"I went to Guitar Center and bought thousands of dollars' worth of equipment that I didn’t know how to use like a grand piano and saxophone. Then, I stayed in my apartment and watched thousands of hours of YouTube tutorials. I wanted to download as much info into my brain as possible, so I didn't need anybody else going forward. That set the stage for me."
Now signed to Sony's RED MUSIC, Miller has been able to show off all of his training with his five summer releases and 2019 debut EP for the label, BASED ON A TRUE STORY. Although "NERVOUS" is the most dance-pop out of all of those, the dance music genre is something he might explore more in the future. Miller told us that, for him, every song is different, but that’s what makes it special. "I just want to keep surprising my fans and listeners," he continued. "You never know what you're going to hear from me next."
Earlier this year, he was featured in LZRD's heart-wrenching hybrid progressive house track, "Anything Anymore." In the future, Miller said he would love to collaborate with Zedd, R3HAB, and The Chainsmokers because he feels like they consistently push the boundaries with their music.
In the fall, Miller will be supporting Hoodie Allen on his Whatever USA Tour. You can buy tickets here.Follow Jake Miller:
Fans of Swedish House Mafia are preparing for a massive Creamfields outing with an extended set and stage takeover.
Fans of EDM's biggest trio will have a lot to look forward to after Creamfields latest announcement.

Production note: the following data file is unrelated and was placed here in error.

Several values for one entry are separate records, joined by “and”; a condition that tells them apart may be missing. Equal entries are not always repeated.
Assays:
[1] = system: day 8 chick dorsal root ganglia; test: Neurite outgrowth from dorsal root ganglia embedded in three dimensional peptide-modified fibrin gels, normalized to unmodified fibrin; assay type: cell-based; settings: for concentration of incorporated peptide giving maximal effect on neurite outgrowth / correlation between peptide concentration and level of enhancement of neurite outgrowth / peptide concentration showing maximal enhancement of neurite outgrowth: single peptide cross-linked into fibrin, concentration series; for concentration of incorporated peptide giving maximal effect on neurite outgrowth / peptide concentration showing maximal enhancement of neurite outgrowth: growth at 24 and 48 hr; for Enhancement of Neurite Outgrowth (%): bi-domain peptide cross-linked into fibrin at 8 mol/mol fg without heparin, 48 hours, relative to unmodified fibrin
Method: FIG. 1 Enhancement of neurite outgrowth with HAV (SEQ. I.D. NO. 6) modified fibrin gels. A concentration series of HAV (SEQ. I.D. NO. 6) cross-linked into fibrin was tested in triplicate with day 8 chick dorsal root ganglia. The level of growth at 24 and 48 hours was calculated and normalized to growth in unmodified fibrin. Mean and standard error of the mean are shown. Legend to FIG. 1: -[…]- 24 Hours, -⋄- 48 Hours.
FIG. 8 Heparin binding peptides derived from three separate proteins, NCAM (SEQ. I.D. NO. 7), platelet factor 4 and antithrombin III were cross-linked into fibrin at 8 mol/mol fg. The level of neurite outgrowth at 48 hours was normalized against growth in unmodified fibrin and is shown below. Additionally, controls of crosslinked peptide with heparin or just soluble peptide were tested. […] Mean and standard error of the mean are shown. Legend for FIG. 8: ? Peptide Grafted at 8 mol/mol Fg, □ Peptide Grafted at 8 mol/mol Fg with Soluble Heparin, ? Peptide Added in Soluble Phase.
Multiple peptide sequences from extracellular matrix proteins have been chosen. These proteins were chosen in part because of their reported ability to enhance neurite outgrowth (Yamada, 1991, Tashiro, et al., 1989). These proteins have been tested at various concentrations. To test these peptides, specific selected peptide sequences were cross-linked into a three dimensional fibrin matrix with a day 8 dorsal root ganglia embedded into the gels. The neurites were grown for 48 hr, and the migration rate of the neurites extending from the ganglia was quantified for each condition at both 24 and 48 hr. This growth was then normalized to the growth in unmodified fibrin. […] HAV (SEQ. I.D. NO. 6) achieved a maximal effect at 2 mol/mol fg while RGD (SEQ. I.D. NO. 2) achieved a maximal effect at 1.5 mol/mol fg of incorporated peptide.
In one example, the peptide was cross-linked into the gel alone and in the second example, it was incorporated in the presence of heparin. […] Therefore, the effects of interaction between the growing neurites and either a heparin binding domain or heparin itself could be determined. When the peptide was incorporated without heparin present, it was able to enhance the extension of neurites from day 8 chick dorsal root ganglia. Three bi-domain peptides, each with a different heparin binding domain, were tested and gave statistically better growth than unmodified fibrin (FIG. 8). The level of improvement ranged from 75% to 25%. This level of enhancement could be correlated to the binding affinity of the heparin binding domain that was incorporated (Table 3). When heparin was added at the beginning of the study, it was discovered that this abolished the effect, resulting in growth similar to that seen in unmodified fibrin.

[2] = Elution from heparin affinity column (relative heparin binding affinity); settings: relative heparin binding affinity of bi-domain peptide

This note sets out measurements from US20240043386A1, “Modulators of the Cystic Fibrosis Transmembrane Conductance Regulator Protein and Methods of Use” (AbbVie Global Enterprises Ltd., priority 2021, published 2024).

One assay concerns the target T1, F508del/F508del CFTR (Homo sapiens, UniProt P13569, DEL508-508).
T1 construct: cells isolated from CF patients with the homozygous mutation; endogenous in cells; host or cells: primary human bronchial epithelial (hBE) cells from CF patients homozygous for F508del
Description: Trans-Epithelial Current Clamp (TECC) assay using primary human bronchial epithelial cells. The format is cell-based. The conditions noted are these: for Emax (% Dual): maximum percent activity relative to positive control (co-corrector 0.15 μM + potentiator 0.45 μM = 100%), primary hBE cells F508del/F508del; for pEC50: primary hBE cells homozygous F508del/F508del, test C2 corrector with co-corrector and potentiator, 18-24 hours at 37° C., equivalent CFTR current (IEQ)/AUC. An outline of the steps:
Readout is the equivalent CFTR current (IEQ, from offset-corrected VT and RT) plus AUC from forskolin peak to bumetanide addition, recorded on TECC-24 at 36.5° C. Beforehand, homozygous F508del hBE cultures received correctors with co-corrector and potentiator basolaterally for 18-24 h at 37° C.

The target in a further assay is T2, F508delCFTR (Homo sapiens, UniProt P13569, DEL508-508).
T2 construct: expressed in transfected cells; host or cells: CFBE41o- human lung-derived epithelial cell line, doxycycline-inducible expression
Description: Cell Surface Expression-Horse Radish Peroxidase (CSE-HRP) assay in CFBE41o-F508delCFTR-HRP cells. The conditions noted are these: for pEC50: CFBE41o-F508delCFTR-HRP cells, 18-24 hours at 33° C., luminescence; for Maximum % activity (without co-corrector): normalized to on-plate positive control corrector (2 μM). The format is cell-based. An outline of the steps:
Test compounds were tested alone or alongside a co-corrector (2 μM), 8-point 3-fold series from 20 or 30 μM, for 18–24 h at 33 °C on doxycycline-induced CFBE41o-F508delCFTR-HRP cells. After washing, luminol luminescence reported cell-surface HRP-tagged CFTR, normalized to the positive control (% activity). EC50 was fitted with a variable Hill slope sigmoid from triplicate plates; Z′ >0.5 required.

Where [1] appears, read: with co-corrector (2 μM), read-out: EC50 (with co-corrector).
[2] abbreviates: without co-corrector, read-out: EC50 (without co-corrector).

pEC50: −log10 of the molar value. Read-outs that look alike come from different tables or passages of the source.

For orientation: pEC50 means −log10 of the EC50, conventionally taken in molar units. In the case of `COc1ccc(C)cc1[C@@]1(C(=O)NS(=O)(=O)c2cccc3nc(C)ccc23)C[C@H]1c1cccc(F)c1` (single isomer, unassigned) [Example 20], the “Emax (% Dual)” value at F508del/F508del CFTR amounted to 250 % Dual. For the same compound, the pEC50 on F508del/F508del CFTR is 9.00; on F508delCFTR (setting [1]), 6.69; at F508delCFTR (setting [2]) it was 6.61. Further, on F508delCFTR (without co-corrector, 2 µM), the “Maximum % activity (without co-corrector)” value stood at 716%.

Festival officials just announced that Swedish House Mafia's production is so massive, it will take an entire day to set up. They also promise this to be their "biggest show to date" with a stage takeover and extended set.
Swedish House Mafia (real names Axwell, Steve Angello and Sebastian Ingrosso) will be closing out the final day of the festival as the only act on the Arc Stage. It's also worth noting that the trio's performance is listed as a UK exclusive, meaning fans in the United Kingdom are preparing for something special.
Creamfields 2019 takes place August 22nd-25th at Daresbury in Cheshire, England. This year's lineup includes acts like Above & Beyond, Calvin Harris, Martin Garrix, Rezz, and more. A limited number of tickets to this year's festivities are available here.
H/T: Your EDMFOLLOW SWEDISH HOUSE MAFIA:
Excision and Sullivan King go back to their roots with metal and acoustic covers of "Wake Up" and "Gold."
Excision and Sullivan King went back to their roots with the release of the re-rocked versions of their track "Wake Up" and the Illenium collaboration, "Gold." Released under the name Apex: Re Rocked, both tracks are available now on SoundCloud.
The acoustic cover of "Wake Up" shows the two dubstep giants in rare form. Due to the nature of the cover, there's no overwhelming bass or guitar as fans of the duo are used to, but rather, the emphasis is put on Sullivan King's (real name Keaton Prescott) vocal offerings.
The second of the two remixes turns things up quite a bit. Prescott's cover of "Gold" features pounding guitar chords over his energetic metal vocals. Seemingly designed for fans of both genres, the cover is the perfect creation for those who got into bass music via heavy metal.
Both artists are slated to perform at each of Excision's (real name Jeff Abel) festivals this summer. The first of the two festivals, Bass Canyon, takes place August 23rd-25th at The Gorge Amphitheatre in George, Washington while the second of the pair, Lost Lands, takes place September 27th-29th at Legend Valley in Thornville, Ohio.FOLLOW EXCISION:
After taking 2019 off, Okeechobee Music & Arts Festival is set to return in 2020.
After its cancellation in 2019, Florida's Okeechobee Music & Arts Festival is set to make its grand return in March of 2020. The announcement came via a teaser video posted on YouTube and the official website for the three-day celebration.
The next Okeechobee Music & Arts Festival will take place March 5th-8th, 2020 at Sunshine Grove in Okeechobee, Florida. Tickets to the revival edition of the three-day festival are on sale Friday, August 23rd at 10 AM EST and will be available here.FOLLOW OKEECHOBEE MUSIC & ARTS FESTIVAL: